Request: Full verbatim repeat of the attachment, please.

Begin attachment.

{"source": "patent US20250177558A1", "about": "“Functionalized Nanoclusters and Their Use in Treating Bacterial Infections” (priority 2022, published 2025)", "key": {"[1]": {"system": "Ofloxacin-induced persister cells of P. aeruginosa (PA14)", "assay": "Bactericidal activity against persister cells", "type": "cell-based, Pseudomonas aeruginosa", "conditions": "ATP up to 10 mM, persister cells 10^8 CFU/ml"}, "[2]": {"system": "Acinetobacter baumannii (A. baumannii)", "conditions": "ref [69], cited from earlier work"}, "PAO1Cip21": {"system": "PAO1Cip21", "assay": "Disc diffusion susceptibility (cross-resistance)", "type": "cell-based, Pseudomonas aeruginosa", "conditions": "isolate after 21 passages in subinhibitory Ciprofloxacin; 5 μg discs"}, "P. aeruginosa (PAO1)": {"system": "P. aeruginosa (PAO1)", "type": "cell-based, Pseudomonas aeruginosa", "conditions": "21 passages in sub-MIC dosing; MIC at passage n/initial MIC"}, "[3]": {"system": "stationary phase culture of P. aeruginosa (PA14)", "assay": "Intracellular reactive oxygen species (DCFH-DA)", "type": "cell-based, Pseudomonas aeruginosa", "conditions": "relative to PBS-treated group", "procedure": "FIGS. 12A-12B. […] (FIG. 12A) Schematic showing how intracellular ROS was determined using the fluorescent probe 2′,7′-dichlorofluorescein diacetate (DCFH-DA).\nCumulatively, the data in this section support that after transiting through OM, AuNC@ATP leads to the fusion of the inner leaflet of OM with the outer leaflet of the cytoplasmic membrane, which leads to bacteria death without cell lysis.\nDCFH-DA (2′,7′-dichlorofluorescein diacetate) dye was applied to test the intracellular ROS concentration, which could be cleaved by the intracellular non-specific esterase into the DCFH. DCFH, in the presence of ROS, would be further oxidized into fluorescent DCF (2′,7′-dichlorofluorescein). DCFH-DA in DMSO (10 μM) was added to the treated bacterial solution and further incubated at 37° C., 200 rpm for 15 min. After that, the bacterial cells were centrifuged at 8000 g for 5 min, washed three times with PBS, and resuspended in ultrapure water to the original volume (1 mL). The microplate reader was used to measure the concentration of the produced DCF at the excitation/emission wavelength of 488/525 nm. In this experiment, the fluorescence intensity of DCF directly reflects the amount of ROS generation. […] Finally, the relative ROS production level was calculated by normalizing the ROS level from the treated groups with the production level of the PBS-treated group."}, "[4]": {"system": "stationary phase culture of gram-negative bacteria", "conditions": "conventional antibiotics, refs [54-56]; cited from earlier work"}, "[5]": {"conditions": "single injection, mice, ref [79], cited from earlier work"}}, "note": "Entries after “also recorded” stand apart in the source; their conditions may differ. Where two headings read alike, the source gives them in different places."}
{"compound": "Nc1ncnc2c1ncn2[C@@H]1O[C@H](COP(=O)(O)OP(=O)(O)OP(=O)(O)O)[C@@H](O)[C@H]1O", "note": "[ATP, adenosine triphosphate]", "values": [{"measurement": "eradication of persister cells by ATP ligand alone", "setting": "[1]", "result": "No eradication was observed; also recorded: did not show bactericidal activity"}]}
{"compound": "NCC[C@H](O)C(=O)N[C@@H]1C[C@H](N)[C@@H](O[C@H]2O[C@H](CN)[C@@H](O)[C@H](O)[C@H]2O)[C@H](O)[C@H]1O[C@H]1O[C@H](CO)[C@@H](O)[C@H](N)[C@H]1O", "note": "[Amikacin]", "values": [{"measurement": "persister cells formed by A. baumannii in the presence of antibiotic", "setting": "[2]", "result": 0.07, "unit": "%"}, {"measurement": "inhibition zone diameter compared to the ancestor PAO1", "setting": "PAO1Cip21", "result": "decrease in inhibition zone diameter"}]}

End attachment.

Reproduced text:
{"source": "patent US20250177558A1", "about": "“Functionalized Nanoclusters and Their Use in Treating Bacterial Infections” (priority 2022, published 2025)", "key": {"[1]": {"system": "Ofloxacin-induced persister cells of P. aeruginosa (PA14)", "assay": "Bactericidal activity against persister cells", "type": "cell-based, Pseudomonas aeruginosa", "conditions": "ATP up to 10 mM, persister cells 10^8 CFU/ml"}, "[2]": {"system": "Acinetobacter baumannii (A. baumannii)", "conditions": "ref [69], cited from earlier work"}, "PAO1Cip21": {"system": "PAO1Cip21", "assay": "Disc diffusion susceptibility (cross-resistance)", "type": "cell-based, Pseudomonas aeruginosa", "conditions": "isolate after 21 passages in subinhibitory Ciprofloxacin; 5 μg discs"}, "P. aeruginosa (PAO1)": {"system": "P. aeruginosa (PAO1)", "type": "cell-based, Pseudomonas aeruginosa", "conditions": "21 passages in sub-MIC dosing; MIC at passage n/initial MIC"}, "[3]": {"system": "stationary phase culture of P. aeruginosa (PA14)", "assay": "Intracellular reactive oxygen species (DCFH-DA)", "type": "cell-based, Pseudomonas aeruginosa", "conditions": "relative to PBS-treated group", "procedure": "FIGS. 12A-12B. […] (FIG. 12A) Schematic showing how intracellular ROS was determined using the fluorescent probe 2′,7′-dichlorofluorescein diacetate (DCFH-DA).\nCumulatively, the data in this section support that after transiting through OM, AuNC@ATP leads to the fusion of the inner leaflet of OM with the outer leaflet of the cytoplasmic membrane, which leads to bacteria death without cell lysis.\nDCFH-DA (2′,7′-dichlorofluorescein diacetate) dye was applied to test the intracellular ROS concentration, which could be cleaved by the intracellular non-specific esterase into the DCFH. DCFH, in the presence of ROS, would be further oxidized into fluorescent DCF (2′,7′-dichlorofluorescein). DCFH-DA in DMSO (10 μM) was added to the treated bacterial solution and further incubated at 37° C., 200 rpm for 15 min. After that, the bacterial cells were centrifuged at 8000 g for 5 min, washed three times with PBS, and resuspended in ultrapure water to the original volume (1 mL). The microplate reader was used to measure the concentration of the produced DCF at the excitation/emission wavelength of 488/525 nm. In this experiment, the fluorescence intensity of DCF directly reflects the amount of ROS generation. […] Finally, the relative ROS production level was calculated by normalizing the ROS level from the treated groups with the production level of the PBS-treated group."}, "[4]": {"system": "stationary phase culture of gram-negative bacteria", "conditions": "conventional antibiotics, refs [54-56]; cited from earlier work"}, "[5]": {"conditions": "single injection, mice, ref [79], cited from earlier work"}}, "note": "Entries after “also recorded” stand apart in the source; their conditions may differ. Where two headings read alike, the source gives them in different places."}
{"compound": "Nc1ncnc2c1ncn2[C@@H]1O[C@H](COP(=O)(O)OP(=O)(O)OP(=O)(O)O)[C@@H](O)[C@H]1O", "note": "[ATP, adenosine triphosphate]", "values": [{"measurement": "eradication of persister cells by ATP ligand alone", "setting": "[1]", "result": "No eradication was observed; also recorded: did not show bactericidal activity"}]}
{"compound": "NCC[C@H](O)C(=O)N[C@@H]1C[C@H](N)[C@@H](O[C@H]2O[C@H](CN)[C@@H](O)[C@H](O)[C@H]2O)[C@H](O)[C@H]1O[C@H]1O[C@H](CO)[C@@H](O)[C@H](N)[C@H]1O", "note": "[Amikacin]", "values": [{"measurement": "persister cells formed by A. baumannii in the presence of antibiotic", "setting": "[2]", "result": 0.07, "unit": "%"}, {"measurement": "inhibition zone diameter compared to the ancestor PAO1", "setting": "PAO1Cip21", "result": "decrease in inhibition zone diameter"}]}